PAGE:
We address the problem of temporal unusual event detection. Unusual events are characterized by a number of features (rarity, unexpectedness, and relevance) that limit the application of traditional supervised model-based approaches. We propose a semi-supervised adapted Hidden Markov Model (HMM) framework, in which usual event models are first learned from a large amount of (commonly available) training data, while unusual event models are learned by Bayesian adaptation in an unsupervised manner. The proposed framework has an iterative structure, which adapts a new unusual event model at each iteration. We show that such a framework can address problems due to the scarcity of training data and the difficulty in pre-defining unusual events. Experiments on audio, visual, and audio-visual data streams illustrate its effectiveness, compared with both supervised and unsupervised baseline methods.

[32] D. Zhang, D. Gatica-Perez, S. Bengio, and I. McCowan.
Semi-supervised meeting event recognition with adapted HMMs.
In IEEE International Conference on Multimedia Expo, ICME, pages 611-618, 2005.
.ps.gz | .pdf | .djvu | idiap-RR | abstract]
This paper investigates the use of unlabeled data to help labeled data for audio-visual event recognition in meetings. To deal with situations in which it is difficult to collect enough labeled data to capture event characteristics, but collecting a large amount of unlabeled data is easy, we present a semi-supervised framework using HMM adaptation techniques. Instead of directly training one model for each event, we first train a well-estimated general event model for all events using both labeled and unlabeled data, and then adapt the general model to each specific event model using its own labeled data. We illustrate the proposed approach with a set of eight audio-visual events defined in meetings. Experiments and comparison with the fully-supervised baseline method show the validity of the proposed semi-supervised approach.

[33] D. Zhang, D. Gatica-Perez, S. Bengio, and D. Roy.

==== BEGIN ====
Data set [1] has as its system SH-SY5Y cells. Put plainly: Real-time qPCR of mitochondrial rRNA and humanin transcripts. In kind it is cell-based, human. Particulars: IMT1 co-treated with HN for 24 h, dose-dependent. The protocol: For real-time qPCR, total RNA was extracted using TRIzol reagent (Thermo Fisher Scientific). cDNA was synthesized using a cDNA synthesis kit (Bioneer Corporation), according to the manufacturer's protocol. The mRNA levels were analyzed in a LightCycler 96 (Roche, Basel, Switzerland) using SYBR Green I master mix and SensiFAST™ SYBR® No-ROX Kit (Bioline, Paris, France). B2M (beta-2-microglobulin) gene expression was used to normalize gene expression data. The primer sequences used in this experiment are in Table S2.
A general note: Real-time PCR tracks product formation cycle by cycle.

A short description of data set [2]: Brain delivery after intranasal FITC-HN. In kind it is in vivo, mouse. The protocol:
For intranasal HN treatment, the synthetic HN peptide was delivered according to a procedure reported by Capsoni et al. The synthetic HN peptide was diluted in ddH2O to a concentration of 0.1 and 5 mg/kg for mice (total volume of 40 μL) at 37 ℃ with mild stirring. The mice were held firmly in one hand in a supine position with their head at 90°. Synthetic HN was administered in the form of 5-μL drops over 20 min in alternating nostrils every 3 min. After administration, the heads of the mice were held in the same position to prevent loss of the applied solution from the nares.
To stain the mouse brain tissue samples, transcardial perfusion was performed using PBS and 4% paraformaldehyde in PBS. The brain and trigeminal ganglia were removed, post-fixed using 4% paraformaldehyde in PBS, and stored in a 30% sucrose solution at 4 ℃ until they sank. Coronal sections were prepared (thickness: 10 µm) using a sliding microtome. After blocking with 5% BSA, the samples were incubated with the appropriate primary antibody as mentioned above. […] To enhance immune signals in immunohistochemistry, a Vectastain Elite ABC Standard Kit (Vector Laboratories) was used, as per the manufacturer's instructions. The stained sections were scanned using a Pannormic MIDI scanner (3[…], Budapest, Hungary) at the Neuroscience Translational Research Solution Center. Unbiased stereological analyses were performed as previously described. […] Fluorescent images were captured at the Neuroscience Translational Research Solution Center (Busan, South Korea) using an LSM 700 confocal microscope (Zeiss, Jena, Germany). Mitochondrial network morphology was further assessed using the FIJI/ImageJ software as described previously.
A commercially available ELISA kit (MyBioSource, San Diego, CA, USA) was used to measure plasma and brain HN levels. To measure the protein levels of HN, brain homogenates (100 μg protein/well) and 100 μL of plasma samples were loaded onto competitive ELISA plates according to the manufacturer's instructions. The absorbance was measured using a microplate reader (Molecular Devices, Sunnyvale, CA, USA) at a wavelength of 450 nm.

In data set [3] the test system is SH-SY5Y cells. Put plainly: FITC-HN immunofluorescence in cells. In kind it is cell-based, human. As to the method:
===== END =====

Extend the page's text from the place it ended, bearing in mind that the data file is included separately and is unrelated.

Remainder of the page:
Learning influence among interacting markov chains.
In Advances in Neural Information Processing Systems, NIPS 18. MIT Press, 2005.
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We present a model that learns the influence of interacting Markov chains within a team. The proposed model is a dynamic Bayesian network (DBN) with a two-level structure: individual-level and group-level. Individual level models actions of each player, and the group-level models actions of the team as a whole. Experiments on synthetic multi-player games and a multi-party meeting corpus show the effectiveness of the proposed model.

2004

[1] S. Bengio.
Multimodal speech processing using asynchronous hidden markov models.
Information Fusion, 5(2):81-89, 2004.
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This paper advocates that for some multimodal tasks involving more than one stream of data representing the same sequence of events, it might sometimes be a good idea to be able to desynchronize the streams in order to maximize their joint likelihood. We thus present a novel Hidden Markov Model architecture to model the joint probability of pairs of asynchronous sequences describing the same sequence of events. An Expectation-Maximization algorithm to train the model is presented, as well as a Viterbi decoding algorithm, which can be used to obtain the optimal state sequence as well as the alignment between the two sequences. The model was tested on two audio-visual speech processing tasks, namely speech recognition and text-dependent speaker verification, both using the M2VTS database. Robust performances under various noise conditions were obtained in both cases.